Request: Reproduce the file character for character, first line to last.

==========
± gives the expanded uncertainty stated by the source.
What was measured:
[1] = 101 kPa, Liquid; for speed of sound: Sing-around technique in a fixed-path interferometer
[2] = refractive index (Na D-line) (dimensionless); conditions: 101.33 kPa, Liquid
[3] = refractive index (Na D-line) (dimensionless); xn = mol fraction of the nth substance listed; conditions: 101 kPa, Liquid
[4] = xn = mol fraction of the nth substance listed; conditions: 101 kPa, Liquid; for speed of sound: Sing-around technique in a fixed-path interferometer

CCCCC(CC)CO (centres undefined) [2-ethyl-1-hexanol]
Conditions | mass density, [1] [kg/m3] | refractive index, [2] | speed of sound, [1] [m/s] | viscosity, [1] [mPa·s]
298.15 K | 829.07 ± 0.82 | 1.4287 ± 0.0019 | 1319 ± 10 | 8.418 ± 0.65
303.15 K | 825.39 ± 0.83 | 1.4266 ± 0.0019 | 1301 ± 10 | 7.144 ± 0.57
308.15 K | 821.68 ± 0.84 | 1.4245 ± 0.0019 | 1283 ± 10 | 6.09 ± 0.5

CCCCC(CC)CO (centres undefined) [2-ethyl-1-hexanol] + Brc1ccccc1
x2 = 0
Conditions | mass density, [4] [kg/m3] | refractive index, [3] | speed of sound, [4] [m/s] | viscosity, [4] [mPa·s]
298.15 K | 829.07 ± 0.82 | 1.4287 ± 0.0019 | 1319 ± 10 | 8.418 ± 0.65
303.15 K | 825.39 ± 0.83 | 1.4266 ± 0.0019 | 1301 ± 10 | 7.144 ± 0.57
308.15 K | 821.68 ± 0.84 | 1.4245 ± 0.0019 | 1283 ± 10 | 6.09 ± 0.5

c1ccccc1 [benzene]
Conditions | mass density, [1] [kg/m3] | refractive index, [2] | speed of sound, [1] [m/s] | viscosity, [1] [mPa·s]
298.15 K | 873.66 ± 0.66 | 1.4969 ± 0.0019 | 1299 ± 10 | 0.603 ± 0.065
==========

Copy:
± gives the expanded uncertainty stated by the source.
What was measured:
[1] = 101 kPa, Liquid; for speed of sound: Sing-around technique in a fixed-path interferometer
[2] = refractive index (Na D-line) (dimensionless); conditions: 101.33 kPa, Liquid
[3] = refractive index (Na D-line) (dimensionless); xn = mol fraction of the nth substance listed; conditions: 101 kPa, Liquid
[4] = xn = mol fraction of the nth substance listed; conditions: 101 kPa, Liquid; for speed of sound: Sing-around technique in a fixed-path interferometer

CCCCC(CC)CO (centres undefined) [2-ethyl-1-hexanol]
Conditions | mass density, [1] [kg/m3] | refractive index, [2] | speed of sound, [1] [m/s] | viscosity, [1] [mPa·s]
298.15 K | 829.07 ± 0.82 | 1.4287 ± 0.0019 | 1319 ± 10 | 8.418 ± 0.65
303.15 K | 825.39 ± 0.83 | 1.4266 ± 0.0019 | 1301 ± 10 | 7.144 ± 0.57
308.15 K | 821.68 ± 0.84 | 1.4245 ± 0.0019 | 1283 ± 10 | 6.09 ± 0.5

CCCCC(CC)CO (centres undefined) [2-ethyl-1-hexanol] + Brc1ccccc1
x2 = 0
Conditions | mass density, [4] [kg/m3] | refractive index, [3] | speed of sound, [4] [m/s] | viscosity, [4] [mPa·s]
298.15 K | 829.07 ± 0.82 | 1.4287 ± 0.0019 | 1319 ± 10 | 8.418 ± 0.65
303.15 K | 825.39 ± 0.83 | 1.4266 ± 0.0019 | 1301 ± 10 | 7.144 ± 0.57
308.15 K | 821.68 ± 0.84 | 1.4245 ± 0.0019 | 1283 ± 10 | 6.09 ± 0.5

c1ccccc1 [benzene]
Conditions | mass density, [1] [kg/m3] | refractive index, [2] | speed of sound, [1] [m/s] | viscosity, [1] [mPa·s]
298.15 K | 873.66 ± 0.66 | 1.4969 ± 0.0019 | 1299 ± 10 | 0.603 ± 0.065